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Fast food is a mainstay of the American diet. In fact, in any given day, 1 in 4 of us fill our stomachs at a fast-food chain. What does this mean to our health? America is the fattest nation in the world, with 61 percent of adults and children weighing in at overweight or obese, according to the National Center for Health Statistics.
Like our bellies, the fast-food phenomenon is growing too: we plunked down $3 billion on the speedy burgers, fries, and tacos in 1992, and today that number tops a whopping $110 billion. In 2004, Morgan Spurlock chronicled his experience of eating solely fast food for one month in his Academy Award-nominated documentary Supersize Me. The filmmaker gained 25 pounds and put his health in jeopardy, according to a panel of doctors. (Next up for this one-month fast-food junkie: His one-hour TV reality show 30 Days premieres on the cable channel FX on June 15th. In the series, an individual takes up a completely different lifestyle -- whether religious, economic, or ethnic -- for 30 days.)
In the meantime, here are some bite-size nuggets of info about fast food that can help you navigate the counters:
Fact or fiction: Fast foods are always unhealthy and should be avoided at all costs. Fiction: Sometimes, pulling into the drive-thru is unavoidable -- on that family car trip, for instance -- but it doesn't have to ruin your diet. When you have to make the stop, your best bet is to "minimize the damage," says Linda Spangle, RN, MA, a nutritionist outside of Denver, and the author of Life Is Hard, Food Is Easy (Lifeline Press, 2003). Some strategies: Avoid supersizing, opt for water or nonfat milk instead of soda, and choose salads and grilled foods. If you must have the fries, munch on the smallest portion size, says Spangle. And try to limit stops at the local fast-food place to once a month.
Fact or fiction: Willard Scott posed as the first Ronald McDonald. Fact: Yes, this familiar face from the Today Show did don the red wig and nose. However, Scott was shown his walking papers when higher-ups deemed him too plump to represent a "healthy" restaurant like McDonald's.
Fact or fiction: Taco Bell hot sauce can clean dirty pennies. Fact: Apparently this condiment can reinstate shine to your small change. But before you opt for south of the border fare without flair, consider this: Two of the product's ingredients, vinegar and salt, in combination seem to cause a reaction that cleans the pennies. The product itself is safe to ingest.
Fact or fiction: French fries are the most commonly consumed vegetable in America. Fact: But you'll be much healthier if you start piling your plate with dark, leafy greens or sweet potatoes instead.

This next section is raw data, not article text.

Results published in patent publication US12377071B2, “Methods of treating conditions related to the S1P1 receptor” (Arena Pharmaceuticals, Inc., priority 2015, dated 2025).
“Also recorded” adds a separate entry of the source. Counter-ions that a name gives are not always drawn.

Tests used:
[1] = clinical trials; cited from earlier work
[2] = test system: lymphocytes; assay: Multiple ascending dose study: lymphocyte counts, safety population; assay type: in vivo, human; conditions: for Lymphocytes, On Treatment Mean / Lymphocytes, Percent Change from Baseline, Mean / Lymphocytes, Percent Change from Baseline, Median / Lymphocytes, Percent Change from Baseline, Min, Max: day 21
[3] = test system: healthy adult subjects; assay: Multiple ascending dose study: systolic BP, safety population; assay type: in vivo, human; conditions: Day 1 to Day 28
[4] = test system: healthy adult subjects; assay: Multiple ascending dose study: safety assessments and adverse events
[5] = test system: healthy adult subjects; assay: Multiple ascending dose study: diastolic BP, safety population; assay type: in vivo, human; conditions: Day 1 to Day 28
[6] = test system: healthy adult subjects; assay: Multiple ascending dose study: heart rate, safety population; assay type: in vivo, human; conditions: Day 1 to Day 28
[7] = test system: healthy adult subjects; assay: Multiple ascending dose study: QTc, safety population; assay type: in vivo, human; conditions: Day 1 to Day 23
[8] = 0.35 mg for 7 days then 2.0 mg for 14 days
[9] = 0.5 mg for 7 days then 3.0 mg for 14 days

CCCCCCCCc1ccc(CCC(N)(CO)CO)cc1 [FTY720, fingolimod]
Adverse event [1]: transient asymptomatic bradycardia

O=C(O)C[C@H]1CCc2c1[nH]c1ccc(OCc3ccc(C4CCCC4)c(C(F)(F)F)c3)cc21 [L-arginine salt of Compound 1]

Fact or fiction: Kentucky Fried Chicken was renamed KFC because its products don't contain chicken but rather meat from genetically engineered mutant animals. Fiction: Not true. KFC was borne of a marketing ploy to remove the word "fried" (and its unhealthy connotations) from the chain's name.
Fact or fiction: There's no dairy in the McDonald's McFlurry. Fiction: With this myth, McDonald's is not getting a fair shake. Its shakes are made by combining prefabricated "shake mix" with flavoring syrup and milk, which is then dispensed from a refrigerated unit. It's faster (hey, it is fast food) and this delivery method guarantees a more consistent product.
Fact or fiction: Burger King's milkshakes contain seaweed. Fiction: The idea, however, is rooted in some truth. The sweet treats contain carrageenan, a substance derived from carrageen, a type of seaweed. Carrageenan is commonly used as a suspending agent in foods, a clarifying agent in beverages, and for controlling crystal growth in frozen products. Label sleuths will see carrageenan on the package of many processed foods, and it is in shakes for other fast-food chains as well.
Fact or fiction: A 140-pound woman would have to walk for four hours to burn off the Hardee's Monster Thickburger. Fact: Weighing in at 1,420 calories, this sandwich packs the caloric equivalent of two Big Macs or five McDonald's hamburgers. If you throw in an order of fries, you'd be consuming more than 2,000 calories in one sitting -- that's more than many people eat in a day. Run from this Monster!
Fact or fiction: Only seven items on McDonald's entire menu contain no sugar. Fact: Spurlock touts this factoid in his documentary Supersize Me.